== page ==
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Brown v. State

Court of Appeals of Arkansas, Division II

January 28, 2015

SEBASTIAN TODD BROWN APPELLANT
v.
STATE OF ARKANSAS APPELLEE

APPEAL FROM THE POLK COUNTY CIRCUIT COURT [NO. CR-13-103] HONORABLE J.W. LOONEY, JUDGE

Randy Rainwater, for appellant.

Dustin McDaniel, Att'y Gen., by: Brad Newman, Ass't Att'y Gen., and Trae Norton, Law Student Admitted to Practice Pursuant to Rule XV of the Rules Governing Admission to the Bar of the Supreme Court under the supervision of Darnisa Evans Johnson, for appellee.

PHILLIP T. WHITEAKER, Judge

Appellant Sebastian Brown was charged with one count of rape and one count of second-degree sexual assault. A Polk County jury convicted him of both counts and sentenced him to twenty-five years' imprisonment on the rape count and twenty years on the sexual-assault count, to be served concurrently. Brown's sole point on appeal is that there was insufficient evidence to support his convictions. Because his arguments are not preserved for appellate review, we affirm without reaching the merits.

The charges against Brown stemmed from accusations that, at the age of twenty-three, he engaged in sexual intercourse and sexual contact with a person under the age of fourteen. The evidence against Brown came from several sources: the victim, law enforcement, the Arkansas State Crime Lab, a health professional, and Brown himself. The victim testified that Brown came into her bedroom one night and began touching her and removed her clothes. She explained that Brown's penis went inside her vagina. The victim was thirteen years old at the time.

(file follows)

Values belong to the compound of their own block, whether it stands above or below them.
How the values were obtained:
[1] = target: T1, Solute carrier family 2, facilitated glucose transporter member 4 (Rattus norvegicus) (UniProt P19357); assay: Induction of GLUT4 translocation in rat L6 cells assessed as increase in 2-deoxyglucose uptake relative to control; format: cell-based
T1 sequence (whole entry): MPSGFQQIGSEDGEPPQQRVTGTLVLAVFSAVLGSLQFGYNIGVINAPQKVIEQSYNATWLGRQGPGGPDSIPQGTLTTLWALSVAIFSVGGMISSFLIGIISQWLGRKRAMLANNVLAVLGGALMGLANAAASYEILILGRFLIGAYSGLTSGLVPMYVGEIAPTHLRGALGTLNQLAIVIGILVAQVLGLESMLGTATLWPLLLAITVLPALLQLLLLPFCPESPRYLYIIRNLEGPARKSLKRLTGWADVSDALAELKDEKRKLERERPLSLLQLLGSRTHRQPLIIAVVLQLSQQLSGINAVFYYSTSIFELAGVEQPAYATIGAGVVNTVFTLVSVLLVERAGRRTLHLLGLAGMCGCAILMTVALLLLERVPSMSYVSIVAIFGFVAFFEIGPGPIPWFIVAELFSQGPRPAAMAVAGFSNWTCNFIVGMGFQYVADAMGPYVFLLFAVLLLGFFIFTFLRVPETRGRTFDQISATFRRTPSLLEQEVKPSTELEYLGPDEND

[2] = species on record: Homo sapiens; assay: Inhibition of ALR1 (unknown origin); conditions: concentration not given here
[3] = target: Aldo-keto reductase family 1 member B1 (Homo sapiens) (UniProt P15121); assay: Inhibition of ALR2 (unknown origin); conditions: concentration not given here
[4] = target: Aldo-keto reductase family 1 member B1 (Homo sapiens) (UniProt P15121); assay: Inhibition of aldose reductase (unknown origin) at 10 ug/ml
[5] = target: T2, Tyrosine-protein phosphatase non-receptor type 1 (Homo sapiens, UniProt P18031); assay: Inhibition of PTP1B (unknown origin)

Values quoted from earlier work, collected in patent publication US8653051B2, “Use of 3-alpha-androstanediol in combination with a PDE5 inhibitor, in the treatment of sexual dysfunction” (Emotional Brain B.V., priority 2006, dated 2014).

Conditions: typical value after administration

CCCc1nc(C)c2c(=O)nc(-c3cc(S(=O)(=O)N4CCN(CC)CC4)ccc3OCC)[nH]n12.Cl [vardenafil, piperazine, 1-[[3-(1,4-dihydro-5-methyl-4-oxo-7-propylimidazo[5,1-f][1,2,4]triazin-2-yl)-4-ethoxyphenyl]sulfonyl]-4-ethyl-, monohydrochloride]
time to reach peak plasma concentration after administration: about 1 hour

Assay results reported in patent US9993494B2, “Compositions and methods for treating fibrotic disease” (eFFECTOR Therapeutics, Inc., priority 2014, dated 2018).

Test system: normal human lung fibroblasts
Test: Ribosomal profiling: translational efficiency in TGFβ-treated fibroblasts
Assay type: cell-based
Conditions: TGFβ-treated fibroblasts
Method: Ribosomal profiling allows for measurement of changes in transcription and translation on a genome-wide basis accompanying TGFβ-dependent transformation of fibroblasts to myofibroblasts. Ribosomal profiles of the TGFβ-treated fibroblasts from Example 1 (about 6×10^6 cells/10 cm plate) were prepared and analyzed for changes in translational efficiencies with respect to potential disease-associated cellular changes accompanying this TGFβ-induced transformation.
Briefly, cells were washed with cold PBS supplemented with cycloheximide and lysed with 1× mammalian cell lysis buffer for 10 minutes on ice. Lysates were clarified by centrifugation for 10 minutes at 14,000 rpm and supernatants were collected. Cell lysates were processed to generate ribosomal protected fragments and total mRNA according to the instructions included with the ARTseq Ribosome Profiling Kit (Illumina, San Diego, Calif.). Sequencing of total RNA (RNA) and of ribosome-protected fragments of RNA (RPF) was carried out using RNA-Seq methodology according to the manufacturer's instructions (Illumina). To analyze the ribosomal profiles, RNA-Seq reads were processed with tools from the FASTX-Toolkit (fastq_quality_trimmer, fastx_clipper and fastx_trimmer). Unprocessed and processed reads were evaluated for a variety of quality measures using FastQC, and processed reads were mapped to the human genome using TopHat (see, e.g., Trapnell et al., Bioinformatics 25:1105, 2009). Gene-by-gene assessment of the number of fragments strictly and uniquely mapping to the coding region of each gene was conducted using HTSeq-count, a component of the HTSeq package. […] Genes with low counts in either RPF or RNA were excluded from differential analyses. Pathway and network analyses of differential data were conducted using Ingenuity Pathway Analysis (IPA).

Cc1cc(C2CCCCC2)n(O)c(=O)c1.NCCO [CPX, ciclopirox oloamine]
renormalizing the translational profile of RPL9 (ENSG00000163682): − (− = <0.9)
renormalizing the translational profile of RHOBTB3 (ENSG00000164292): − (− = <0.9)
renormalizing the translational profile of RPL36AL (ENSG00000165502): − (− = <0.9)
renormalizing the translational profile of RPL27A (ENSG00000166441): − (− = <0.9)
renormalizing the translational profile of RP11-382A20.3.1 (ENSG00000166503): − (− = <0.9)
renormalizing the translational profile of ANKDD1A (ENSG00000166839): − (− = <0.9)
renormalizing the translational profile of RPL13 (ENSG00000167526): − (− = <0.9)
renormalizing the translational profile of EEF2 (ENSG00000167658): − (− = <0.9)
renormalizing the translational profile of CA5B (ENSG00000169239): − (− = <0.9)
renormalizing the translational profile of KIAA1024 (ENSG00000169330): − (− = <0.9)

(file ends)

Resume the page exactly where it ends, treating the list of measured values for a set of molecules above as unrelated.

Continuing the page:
Law enforcement collected the underwear that the victim had been wearing the night of the incident and submitted it to the Crime Lab. A forensic serologist from the Crime Lab found a stain in the inner crotch area of the underwear consistent with genetic material coming out of a female's body; the stain tested positive for spermatozoa. Subsequent DNA analysis of the material recovered from the underwear showed that the DNA was consistent with Brown's DNA and that 99.92% of unrelated Caucasian individuals would be excluded from having that DNA profile. Mary Jo Selig, a registered nurse who specializes in sexual assault, examined the victim within a few days of the incident. The exam revealed a deep notch in the victim's hymen. Those findings were consistent with the victim's revelation that she had engaged in sexual intercourse.

Finally, Brown was interviewed by police shortly after the incident. He admitted that he touched the victim's buttocks and that he penetrated her vagina with his penis, although he said it was "just a little bit." Brown reiterated this admission during trial. On cross-examination, he conceded that "there was contact made" with the victim's vagina and that his penis went into her vagina.

On appeal, Brown challenges the evidence as being inconclusive. He makes specific arguments that the DNA evidence did not directly point to him, that Selig's testimony did not specifically indicate that there was penetration, and that "all aggressive steps were taken by the victim." These specific arguments, however, were not raised below. At trial, Brown moved generically for a directed verdict as follows:

Your Honor, I want to make a motion for a directed verdict. The State hasn't established all of the elements of the offense that the Defendant engaged in sexual intercourse or deviate sexual activity with another person less than fourteen years of age in Count 1, and Count 2, the State hasn't established all of the elements of assault in the second degree being eighteen years of age or older engage in sexual contact with another person who was less than fourteen years of age and not his spouse.

At the conclusion of the trial, Brown renewed his motion:

Your Honor, I renew my motion on asking for a directed-first of all, I'm going to change that. I'd like to make a motion for a directed verdict based upon insufficiency of the evidence in that the Defendant engaged in sexual intercourse or deviate sexual activity with another person less than fourteen years of age.
And, I renew the motion on sexual assault. The State hasn't met all of the burden on proving being over eighteen and engaged in sexual contact with another person less than fourteen years of age and not his spouse.

The procedure for making a motion for directed verdict is set forth in Arkansas Rule of Criminal Procedure 33.1. This rule ...


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